What is it?
Designed for large lawns, the Toro 56cm PoweReverse ADS is a serious bit of kit. Powered by a Briggs and Stratton 163cc engine, it's a self-propelled mower (of sorts) and has some unusual features such as a reverse drive function and sliding handlebar controls. It can be folded upright for storing too which is handy if you're short of space in your garage or shed.
Competing with the likes of the Honda Izy range of mowers, Toro may not be a name as familiar to many but the US firm's mowers are used by the likes of Real Madrid FC and St Andrews Links, so it comes with a strong reputation. The 56cm PoweReverse 20965 costs around £600, although we have seen it discounted to £550 from some online retailers.
That's not cheap but there are are plenty of functions such as vibration-isolating handlebars that are height adjustable and a washout port, allowing you to connect a hose to easily clean the underside of the deck. Cutting settings range from 25mm to 102mm.
What's it like?
The first thing to say is that this Toro is not a mower designed for small areas. It's a hefty machine and a bulky thing to handle when it's not running. However, it's certainly solid and feels built to last. The Briggs and Stratton 675 EXI engine starts easily and first time, with minimal effort required on the pull cord.
While this is technically a self-propelled mower, the Toro is quite different from others in its control. To get the rear wheels to power it forward, you push the top plastic section on the handlebars in (or down as it were). But if you're expecting the Toro to zoom off under its own power that won't happen - instead it kind of 'assists' you as you push the mower.
At first, it's hard to tell whether the AutoMatic Drive System is actually working (lifting the rear wheels and seeing them spin reassures you it is), but it does at least make the Toro feel lighter than its 35kg weight. What's clever about the Toro is that it has PoweReverse, so when you pull the plastic handlebar section back, the front wheels power up to help push the mower back.
Again, it's more assistance than self-propulsion, but more annoying is that if you switch from forwards to reverse too quickly, the back wheels can lock. It's something you get used to (it just requires a bit of patience when manoeuvering) but we did still find it frustrating, especially if you have a tricky area around borders or paving to mow.
You can also inadvertently end up ruining your lawn with the locked wheels and grippy rubber wheels creating divots in the grass. It's especially disappointing as Toro markets this particular mower as one that's manoeuvrable around obstacles.
What those tyres do mean, however, is that the Toro grips strongly, even on longer and wet grass, helped by the bigger rear wheel. The cut itself is excellent and while the Toro won't give you nice stripes like the Hayter Harrier, (although you can buy a striping kit separately), it gives a consistently tidy finish. The huge grass bag has a capacity of 74 litres which means you even on longer grass, you won't have to be continually emptying it.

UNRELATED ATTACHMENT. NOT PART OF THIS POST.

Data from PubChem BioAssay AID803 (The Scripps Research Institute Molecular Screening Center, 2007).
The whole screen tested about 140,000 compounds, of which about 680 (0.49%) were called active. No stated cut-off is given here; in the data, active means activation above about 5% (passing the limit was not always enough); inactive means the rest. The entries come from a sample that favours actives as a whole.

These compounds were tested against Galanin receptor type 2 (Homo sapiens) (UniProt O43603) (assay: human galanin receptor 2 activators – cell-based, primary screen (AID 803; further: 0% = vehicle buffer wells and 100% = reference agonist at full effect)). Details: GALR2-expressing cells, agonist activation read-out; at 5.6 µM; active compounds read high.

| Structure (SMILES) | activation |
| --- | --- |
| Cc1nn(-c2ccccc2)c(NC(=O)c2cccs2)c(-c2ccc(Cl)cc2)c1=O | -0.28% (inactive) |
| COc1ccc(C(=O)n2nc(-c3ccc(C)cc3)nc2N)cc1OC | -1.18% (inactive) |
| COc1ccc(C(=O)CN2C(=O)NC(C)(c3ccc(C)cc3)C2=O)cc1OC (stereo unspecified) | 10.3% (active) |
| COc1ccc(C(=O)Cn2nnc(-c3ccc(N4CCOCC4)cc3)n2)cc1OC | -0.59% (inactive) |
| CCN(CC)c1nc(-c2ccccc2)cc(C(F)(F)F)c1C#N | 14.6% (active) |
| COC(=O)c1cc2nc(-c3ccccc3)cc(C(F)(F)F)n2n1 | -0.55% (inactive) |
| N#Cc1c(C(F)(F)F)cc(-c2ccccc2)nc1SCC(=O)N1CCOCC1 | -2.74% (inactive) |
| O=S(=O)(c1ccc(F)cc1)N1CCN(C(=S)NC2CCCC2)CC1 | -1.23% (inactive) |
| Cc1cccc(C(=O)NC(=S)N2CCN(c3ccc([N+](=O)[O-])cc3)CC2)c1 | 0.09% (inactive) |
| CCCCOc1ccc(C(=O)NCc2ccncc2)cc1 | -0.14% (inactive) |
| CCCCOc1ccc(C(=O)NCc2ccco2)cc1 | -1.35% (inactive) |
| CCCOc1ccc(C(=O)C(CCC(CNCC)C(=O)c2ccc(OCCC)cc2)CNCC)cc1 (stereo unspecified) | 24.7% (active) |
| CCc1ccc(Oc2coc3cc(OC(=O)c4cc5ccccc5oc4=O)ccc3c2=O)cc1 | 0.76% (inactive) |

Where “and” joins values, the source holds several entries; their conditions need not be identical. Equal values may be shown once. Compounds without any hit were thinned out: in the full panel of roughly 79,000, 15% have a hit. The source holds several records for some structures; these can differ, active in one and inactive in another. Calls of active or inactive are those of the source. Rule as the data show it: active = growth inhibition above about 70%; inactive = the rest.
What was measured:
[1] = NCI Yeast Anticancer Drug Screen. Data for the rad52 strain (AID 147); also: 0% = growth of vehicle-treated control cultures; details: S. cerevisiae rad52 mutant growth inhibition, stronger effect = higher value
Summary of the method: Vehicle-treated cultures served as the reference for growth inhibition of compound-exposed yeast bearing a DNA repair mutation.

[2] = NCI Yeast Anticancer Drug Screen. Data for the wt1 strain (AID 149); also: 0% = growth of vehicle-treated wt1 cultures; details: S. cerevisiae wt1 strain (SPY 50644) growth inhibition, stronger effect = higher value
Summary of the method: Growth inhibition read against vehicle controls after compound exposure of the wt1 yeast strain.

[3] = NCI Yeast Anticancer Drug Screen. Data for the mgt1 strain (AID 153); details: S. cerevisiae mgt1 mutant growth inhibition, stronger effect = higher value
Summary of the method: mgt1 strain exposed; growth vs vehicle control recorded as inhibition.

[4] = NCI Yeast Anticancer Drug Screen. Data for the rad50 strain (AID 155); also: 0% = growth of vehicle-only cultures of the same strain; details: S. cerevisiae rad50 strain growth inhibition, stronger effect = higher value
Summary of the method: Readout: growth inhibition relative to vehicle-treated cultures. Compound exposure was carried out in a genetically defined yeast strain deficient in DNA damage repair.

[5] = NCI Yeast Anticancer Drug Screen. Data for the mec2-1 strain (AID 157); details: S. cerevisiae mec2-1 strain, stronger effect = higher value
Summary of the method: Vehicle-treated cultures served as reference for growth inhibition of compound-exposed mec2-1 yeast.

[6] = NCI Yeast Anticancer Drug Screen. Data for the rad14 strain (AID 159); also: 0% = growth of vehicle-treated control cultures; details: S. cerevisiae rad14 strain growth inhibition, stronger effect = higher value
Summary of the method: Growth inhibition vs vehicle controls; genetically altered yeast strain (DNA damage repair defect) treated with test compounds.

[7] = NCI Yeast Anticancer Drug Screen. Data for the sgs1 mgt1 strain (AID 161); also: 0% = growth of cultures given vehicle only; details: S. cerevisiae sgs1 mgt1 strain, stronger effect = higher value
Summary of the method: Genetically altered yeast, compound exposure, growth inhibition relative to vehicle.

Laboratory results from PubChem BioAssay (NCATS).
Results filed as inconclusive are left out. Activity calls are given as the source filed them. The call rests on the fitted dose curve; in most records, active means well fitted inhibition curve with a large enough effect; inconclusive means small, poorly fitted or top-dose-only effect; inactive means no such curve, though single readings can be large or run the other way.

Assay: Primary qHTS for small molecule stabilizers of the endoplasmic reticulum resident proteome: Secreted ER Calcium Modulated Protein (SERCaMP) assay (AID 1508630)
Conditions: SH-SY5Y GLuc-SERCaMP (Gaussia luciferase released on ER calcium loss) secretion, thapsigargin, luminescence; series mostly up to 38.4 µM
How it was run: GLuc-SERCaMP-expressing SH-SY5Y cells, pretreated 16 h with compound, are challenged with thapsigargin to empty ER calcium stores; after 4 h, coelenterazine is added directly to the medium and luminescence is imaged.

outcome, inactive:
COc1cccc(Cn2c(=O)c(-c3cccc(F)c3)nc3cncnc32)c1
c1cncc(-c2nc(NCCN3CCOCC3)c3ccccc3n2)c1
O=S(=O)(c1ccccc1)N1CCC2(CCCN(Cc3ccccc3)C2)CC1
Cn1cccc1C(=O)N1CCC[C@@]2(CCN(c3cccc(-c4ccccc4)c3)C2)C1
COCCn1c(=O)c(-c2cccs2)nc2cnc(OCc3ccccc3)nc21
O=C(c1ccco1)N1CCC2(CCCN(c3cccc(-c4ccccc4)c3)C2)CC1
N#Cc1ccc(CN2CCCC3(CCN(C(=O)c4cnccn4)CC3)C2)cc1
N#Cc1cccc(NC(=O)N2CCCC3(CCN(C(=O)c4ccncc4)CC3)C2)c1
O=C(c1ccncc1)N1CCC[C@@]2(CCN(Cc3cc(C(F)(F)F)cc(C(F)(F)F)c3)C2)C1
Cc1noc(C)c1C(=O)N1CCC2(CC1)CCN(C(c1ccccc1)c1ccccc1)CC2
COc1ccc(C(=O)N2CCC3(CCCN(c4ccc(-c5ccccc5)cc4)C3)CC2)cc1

You can easily switch from bagging cuttings to 'recycling' them thanks to a simple lever which closes the grass bag opening, just remember to open it again when you put the grass bag back on. We also like the adjustability of the handlebars, which easily change for height plus they do a good job of minimising vibrations through your hands, which you'll appreciate if you're mowing very large areas.
The handlebars fold down like most mowers but the good thing about the Toro is that it can be stored upright. You simply lock the handlebars when they're folded forward and it balances on its end. It's very clever and means the mower can be neatly stored against a wall, taking up much less space. Just be aware that the blade will then be on display should you have small children around.
Keeping the Toro clean is easy thanks to the integrated washout port. You simply attach a garden hose (with a standard type connector) and the water will clean all the grass cuttings and muck out from the underside of the deck. Do this every time you mow and while it may seem a chore, it will prevent grass building up and affecting the cutting performance. Plus it's a lot easier and safer than flipping the mower and doing it by hand.
Should I buy one?
If you have a very large lawn or a serious area of grass to cut such as a long verge, the Toro 20965 will certainly not let you down. Its solid design and durable finish mean it's a machine that will last. It also has a two year 'full coverage' warranty which covers the cost of parts and labour. What's not so good is the AutoMatic Drive System and PoweReverse which we found hampered its manoeuvrability. In this respect, a standard self-propelled mower is still better in our opinion.
On the plus side, it gives a neat finish, the grass bag is huge and the washout port means it's easy to keep clean. For us, another big selling point is the fact it folds up and can be stored upright. If you want a serious mower, the Toro is more than up to the job, but our money would still go on a Honda Izy.